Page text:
MATERIALS AND METHODS

Our study followed the American Association for Public Opinion Research reporting guidelines for survey studies and the Strengthening the Reporting of Observational studies in Epidemiology directive guidelines for observational studies.18,19

Study design.

We investigated and analyzed the mental health status of medical students during the pandemic for the following purposes: to evaluate the mental situation of medical students during the pandemic and to provide a theoretical basis for psychological interventions with medical students.

This study is a cross-sectional online survey conducted from April 8 to April 18, 2020, with Morocco having at these dates 1,242 and 2,685 confirmed cases (Supplemental Appendix 1). Before conducting the study, a pilot test was conducted on five participants to examine their understanding of the questions. The results of the pilot study were not included in the analysis. The survey was distributed through social media channels, student board pages, and institutional emails. The questionnaires were anonymous to ensure the confidentiality and reliability of data, and consent was provided at the beginning of the survey.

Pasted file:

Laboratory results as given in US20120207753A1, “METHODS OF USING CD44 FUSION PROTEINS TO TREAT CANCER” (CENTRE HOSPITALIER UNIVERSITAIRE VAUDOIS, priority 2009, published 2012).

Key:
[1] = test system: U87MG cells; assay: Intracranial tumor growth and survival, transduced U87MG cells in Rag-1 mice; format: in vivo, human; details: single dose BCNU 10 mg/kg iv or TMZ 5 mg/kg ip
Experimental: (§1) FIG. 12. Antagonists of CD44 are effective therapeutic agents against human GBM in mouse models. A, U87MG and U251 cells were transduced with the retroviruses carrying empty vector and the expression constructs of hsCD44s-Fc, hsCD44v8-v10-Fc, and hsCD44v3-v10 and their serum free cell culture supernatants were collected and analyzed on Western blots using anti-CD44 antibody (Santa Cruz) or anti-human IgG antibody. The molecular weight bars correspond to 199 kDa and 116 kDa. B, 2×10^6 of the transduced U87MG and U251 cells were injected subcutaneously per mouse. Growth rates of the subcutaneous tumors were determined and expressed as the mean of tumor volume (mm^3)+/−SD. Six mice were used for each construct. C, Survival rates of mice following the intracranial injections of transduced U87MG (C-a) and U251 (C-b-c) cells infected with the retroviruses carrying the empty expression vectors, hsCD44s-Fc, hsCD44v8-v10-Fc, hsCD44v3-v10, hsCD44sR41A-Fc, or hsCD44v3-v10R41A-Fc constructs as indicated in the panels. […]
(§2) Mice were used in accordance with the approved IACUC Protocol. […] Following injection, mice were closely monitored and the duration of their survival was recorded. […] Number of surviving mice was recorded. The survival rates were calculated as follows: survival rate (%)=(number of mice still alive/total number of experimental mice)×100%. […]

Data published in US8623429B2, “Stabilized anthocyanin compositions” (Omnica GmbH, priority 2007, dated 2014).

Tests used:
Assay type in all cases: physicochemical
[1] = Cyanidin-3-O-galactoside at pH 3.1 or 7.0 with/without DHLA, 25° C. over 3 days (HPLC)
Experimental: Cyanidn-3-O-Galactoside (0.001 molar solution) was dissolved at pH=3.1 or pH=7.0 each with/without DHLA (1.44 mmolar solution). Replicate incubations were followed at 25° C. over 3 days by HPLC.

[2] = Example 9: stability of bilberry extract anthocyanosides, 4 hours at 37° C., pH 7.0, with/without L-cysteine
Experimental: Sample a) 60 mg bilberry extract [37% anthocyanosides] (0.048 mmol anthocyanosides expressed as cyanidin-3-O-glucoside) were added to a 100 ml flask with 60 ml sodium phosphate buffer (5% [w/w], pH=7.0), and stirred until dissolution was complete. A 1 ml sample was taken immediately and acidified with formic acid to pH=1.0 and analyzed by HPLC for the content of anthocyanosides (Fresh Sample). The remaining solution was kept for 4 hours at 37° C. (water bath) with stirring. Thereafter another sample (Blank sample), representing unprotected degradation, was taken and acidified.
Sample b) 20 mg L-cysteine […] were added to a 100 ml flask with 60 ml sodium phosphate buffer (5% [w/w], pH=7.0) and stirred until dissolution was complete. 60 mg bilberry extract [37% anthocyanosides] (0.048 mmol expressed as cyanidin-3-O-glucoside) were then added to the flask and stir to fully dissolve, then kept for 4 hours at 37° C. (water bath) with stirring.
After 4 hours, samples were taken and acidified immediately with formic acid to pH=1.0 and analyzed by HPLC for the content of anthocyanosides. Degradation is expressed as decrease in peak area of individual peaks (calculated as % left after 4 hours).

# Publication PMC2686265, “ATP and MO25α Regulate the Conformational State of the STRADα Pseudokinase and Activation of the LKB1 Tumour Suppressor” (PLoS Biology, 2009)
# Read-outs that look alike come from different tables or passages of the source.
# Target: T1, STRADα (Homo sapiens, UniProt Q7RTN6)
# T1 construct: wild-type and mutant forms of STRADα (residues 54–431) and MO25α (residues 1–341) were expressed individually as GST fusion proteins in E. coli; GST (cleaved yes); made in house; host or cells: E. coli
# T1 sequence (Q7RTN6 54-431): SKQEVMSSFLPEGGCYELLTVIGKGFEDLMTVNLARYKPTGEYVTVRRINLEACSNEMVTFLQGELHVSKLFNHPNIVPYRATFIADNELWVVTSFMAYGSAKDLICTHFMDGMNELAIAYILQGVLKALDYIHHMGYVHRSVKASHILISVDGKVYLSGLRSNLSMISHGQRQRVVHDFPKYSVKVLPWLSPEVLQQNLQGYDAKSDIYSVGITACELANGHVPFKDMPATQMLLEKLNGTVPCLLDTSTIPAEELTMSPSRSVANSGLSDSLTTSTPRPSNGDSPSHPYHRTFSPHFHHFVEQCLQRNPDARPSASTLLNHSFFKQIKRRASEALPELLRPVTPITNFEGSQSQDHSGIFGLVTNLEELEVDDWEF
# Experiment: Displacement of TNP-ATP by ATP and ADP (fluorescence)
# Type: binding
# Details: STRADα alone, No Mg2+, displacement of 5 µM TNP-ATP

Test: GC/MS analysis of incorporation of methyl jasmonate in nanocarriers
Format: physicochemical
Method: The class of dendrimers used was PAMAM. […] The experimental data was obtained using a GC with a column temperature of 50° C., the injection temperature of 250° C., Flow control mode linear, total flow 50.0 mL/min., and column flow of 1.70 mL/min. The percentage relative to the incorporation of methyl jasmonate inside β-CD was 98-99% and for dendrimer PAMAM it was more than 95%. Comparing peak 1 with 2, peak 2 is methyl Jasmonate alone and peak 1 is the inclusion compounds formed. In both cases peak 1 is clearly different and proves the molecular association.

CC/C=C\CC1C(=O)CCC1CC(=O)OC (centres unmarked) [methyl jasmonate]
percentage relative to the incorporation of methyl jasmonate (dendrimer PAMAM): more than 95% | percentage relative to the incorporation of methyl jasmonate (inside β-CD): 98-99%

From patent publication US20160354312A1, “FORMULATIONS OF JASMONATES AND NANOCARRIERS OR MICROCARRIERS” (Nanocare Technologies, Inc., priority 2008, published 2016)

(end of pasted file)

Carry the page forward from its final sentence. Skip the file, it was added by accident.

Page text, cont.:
Participants and sampling.

We targeted medical students at different levels of training whether at a preclinical (first and second year) or clinical level (third to seventh year), alongside graduates before the beginning of their residency. To understand interregional differences in the mental health impact of the pandemic, medical students from the seven faculties were invited to participate, with an estimated total of 13,550 students. The target sample size of participants was estimated according to the formula n = (z2 × p × [1 − p]/e2)/{1 + (z2 × p × [1 − p]/[e2 × N])} with e = 95 and Z = 1.96, and the minimum required number of responses was 374. Participants were categorized according to the same regional distribution used to document the number of COVID-19 cases by the Ministry of Health.